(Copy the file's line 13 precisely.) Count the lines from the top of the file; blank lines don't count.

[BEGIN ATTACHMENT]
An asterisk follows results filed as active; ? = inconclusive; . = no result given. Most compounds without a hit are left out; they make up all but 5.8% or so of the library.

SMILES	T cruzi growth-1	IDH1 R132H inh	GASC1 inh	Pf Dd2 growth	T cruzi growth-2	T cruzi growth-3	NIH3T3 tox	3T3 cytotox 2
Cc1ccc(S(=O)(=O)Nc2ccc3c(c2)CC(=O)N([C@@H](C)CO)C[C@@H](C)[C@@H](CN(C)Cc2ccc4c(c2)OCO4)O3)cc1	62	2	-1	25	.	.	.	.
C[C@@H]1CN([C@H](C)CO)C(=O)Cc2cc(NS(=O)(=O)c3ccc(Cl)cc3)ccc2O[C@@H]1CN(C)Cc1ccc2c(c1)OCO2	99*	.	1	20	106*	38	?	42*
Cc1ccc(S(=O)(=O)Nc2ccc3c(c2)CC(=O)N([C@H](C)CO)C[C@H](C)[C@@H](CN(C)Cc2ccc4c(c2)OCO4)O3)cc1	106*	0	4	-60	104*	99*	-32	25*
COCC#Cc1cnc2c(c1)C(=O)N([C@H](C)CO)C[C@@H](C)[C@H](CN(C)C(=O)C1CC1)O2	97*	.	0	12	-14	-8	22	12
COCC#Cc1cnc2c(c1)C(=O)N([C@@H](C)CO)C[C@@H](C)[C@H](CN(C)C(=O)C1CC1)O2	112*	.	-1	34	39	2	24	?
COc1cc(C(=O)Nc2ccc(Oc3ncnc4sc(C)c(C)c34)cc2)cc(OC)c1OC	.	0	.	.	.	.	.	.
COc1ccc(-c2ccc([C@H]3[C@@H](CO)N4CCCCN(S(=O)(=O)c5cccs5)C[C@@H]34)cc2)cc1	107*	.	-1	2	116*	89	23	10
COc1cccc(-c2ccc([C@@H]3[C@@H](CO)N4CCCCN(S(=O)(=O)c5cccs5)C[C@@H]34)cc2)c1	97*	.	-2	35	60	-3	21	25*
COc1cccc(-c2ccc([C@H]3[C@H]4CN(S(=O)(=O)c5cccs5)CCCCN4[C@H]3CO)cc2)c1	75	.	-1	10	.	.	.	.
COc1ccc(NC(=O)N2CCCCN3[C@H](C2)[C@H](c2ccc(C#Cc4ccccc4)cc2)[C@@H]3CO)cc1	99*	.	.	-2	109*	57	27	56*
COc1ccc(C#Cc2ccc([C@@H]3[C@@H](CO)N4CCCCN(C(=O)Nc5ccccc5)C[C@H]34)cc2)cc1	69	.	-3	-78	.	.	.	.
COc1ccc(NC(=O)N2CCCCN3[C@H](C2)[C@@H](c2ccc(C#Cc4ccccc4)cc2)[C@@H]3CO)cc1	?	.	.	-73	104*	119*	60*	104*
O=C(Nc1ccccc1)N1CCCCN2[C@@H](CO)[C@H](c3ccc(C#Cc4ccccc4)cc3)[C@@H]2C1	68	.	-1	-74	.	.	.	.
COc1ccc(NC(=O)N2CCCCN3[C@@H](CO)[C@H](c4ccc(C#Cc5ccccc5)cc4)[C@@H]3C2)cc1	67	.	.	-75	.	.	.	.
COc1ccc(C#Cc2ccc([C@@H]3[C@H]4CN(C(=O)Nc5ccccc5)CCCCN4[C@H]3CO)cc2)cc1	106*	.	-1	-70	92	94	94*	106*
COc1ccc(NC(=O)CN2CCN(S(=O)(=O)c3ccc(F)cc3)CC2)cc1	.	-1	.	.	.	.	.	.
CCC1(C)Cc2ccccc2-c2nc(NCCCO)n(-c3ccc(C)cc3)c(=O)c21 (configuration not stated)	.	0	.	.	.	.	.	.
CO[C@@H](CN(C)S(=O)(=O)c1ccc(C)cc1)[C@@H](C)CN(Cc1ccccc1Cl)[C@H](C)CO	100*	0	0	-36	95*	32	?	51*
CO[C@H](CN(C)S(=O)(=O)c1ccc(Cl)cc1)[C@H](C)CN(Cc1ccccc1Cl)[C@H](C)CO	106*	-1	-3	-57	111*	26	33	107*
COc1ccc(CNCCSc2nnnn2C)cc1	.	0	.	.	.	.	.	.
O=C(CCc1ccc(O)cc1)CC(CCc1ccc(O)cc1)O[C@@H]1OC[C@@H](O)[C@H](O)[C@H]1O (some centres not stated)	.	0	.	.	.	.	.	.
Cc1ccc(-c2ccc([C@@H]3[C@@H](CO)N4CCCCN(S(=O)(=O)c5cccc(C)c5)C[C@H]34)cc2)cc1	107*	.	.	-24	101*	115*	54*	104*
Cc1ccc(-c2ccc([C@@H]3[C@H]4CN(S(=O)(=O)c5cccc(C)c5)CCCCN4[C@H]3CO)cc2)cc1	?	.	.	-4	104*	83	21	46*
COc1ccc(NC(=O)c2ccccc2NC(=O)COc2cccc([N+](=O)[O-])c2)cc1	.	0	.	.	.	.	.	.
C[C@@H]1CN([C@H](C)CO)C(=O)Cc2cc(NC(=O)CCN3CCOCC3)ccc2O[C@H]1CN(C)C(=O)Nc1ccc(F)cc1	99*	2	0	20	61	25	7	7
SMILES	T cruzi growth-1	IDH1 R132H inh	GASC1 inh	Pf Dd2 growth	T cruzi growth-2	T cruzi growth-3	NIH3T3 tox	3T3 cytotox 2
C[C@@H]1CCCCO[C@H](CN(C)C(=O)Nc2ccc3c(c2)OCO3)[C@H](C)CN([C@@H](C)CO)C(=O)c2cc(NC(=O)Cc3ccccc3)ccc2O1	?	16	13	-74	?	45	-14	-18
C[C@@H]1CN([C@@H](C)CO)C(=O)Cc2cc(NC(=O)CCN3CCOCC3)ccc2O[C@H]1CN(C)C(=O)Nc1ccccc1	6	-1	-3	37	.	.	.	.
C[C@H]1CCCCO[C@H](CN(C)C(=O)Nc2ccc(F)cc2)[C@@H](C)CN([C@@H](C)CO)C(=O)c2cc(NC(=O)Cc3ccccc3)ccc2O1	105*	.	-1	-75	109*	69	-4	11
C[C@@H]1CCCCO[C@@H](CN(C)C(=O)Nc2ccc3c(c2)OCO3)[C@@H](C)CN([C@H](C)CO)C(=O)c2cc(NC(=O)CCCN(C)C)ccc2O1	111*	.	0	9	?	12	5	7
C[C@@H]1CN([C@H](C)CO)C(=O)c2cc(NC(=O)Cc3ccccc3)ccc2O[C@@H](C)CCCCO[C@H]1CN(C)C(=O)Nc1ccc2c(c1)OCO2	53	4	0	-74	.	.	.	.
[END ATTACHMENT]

COc1ccc(C#Cc2ccc([C@@H]3[C@@H](CO)N4CCCCN(C(=O)Nc5ccccc5)C[C@H]34)cc2)cc1	69	.	-3	-78	.	.	.	.